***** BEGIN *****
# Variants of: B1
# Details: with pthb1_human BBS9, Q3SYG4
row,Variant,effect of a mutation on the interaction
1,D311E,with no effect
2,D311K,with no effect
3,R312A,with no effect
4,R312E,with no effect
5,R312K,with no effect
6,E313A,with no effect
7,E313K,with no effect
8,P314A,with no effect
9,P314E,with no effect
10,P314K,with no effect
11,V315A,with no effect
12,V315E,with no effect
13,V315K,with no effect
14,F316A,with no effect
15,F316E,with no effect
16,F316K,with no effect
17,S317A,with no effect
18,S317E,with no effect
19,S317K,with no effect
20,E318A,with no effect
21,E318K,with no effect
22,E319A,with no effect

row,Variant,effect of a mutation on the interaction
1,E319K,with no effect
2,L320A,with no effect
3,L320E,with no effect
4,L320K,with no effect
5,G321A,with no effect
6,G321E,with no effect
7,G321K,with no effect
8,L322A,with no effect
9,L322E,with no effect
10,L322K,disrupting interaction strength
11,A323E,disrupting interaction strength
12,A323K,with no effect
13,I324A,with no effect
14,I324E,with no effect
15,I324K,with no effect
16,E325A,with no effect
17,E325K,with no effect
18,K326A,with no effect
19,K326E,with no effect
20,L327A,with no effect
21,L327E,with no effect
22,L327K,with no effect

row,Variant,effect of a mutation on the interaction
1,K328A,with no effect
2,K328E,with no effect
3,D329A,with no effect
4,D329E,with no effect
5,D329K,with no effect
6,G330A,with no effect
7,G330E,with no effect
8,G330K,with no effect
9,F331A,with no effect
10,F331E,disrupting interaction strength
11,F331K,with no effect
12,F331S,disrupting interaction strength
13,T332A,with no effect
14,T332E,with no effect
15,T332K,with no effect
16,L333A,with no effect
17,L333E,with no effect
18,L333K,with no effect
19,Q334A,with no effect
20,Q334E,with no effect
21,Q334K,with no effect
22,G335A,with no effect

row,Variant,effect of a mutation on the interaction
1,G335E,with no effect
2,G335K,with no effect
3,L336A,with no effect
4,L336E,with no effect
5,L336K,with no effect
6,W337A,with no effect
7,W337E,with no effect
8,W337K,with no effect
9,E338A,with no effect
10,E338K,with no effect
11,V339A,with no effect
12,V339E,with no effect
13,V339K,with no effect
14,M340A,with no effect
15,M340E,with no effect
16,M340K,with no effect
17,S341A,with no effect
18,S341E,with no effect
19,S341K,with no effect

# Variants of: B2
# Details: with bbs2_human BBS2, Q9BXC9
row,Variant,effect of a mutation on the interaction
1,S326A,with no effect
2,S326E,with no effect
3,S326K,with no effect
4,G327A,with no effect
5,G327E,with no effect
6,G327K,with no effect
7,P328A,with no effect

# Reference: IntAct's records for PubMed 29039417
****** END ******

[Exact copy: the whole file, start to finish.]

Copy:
# Variants of: B1
# Details: with pthb1_human BBS9, Q3SYG4
row,Variant,effect of a mutation on the interaction
1,D311E,with no effect
2,D311K,with no effect
3,R312A,with no effect
4,R312E,with no effect
5,R312K,with no effect
6,E313A,with no effect
7,E313K,with no effect
8,P314A,with no effect
9,P314E,with no effect
10,P314K,with no effect
11,V315A,with no effect
12,V315E,with no effect
13,V315K,with no effect
14,F316A,with no effect
15,F316E,with no effect
16,F316K,with no effect
17,S317A,with no effect
18,S317E,with no effect
19,S317K,with no effect
20,E318A,with no effect
21,E318K,with no effect
22,E319A,with no effect

row,Variant,effect of a mutation on the interaction
1,E319K,with no effect
2,L320A,with no effect
3,L320E,with no effect
4,L320K,with no effect
5,G321A,with no effect
6,G321E,with no effect
7,G321K,with no effect
8,L322A,with no effect
9,L322E,with no effect
10,L322K,disrupting interaction strength
11,A323E,disrupting interaction strength
12,A323K,with no effect
13,I324A,with no effect
14,I324E,with no effect
15,I324K,with no effect
16,E325A,with no effect
17,E325K,with no effect
18,K326A,with no effect
19,K326E,with no effect
20,L327A,with no effect
21,L327E,with no effect
22,L327K,with no effect

row,Variant,effect of a mutation on the interaction
1,K328A,with no effect
2,K328E,with no effect
3,D329A,with no effect
4,D329E,with no effect
5,D329K,with no effect
6,G330A,with no effect
7,G330E,with no effect
8,G330K,with no effect
9,F331A,with no effect
10,F331E,disrupting interaction strength
11,F331K,with no effect
12,F331S,disrupting interaction strength
13,T332A,with no effect
14,T332E,with no effect
15,T332K,with no effect
16,L333A,with no effect
17,L333E,with no effect
18,L333K,with no effect
19,Q334A,with no effect
20,Q334E,with no effect
21,Q334K,with no effect
22,G335A,with no effect

row,Variant,effect of a mutation on the interaction
1,G335E,with no effect
2,G335K,with no effect
3,L336A,with no effect
4,L336E,with no effect
5,L336K,with no effect
6,W337A,with no effect
7,W337E,with no effect
8,W337K,with no effect
9,E338A,with no effect
10,E338K,with no effect
11,V339A,with no effect
12,V339E,with no effect
13,V339K,with no effect
14,M340A,with no effect
15,M340E,with no effect
16,M340K,with no effect
17,S341A,with no effect
18,S341E,with no effect
19,S341K,with no effect

# Variants of: B2
# Details: with bbs2_human BBS2, Q9BXC9
row,Variant,effect of a mutation on the interaction
1,S326A,with no effect
2,S326E,with no effect
3,S326K,with no effect
4,G327A,with no effect
5,G327E,with no effect
6,G327K,with no effect
7,P328A,with no effect

# Reference: IntAct's records for PubMed 29039417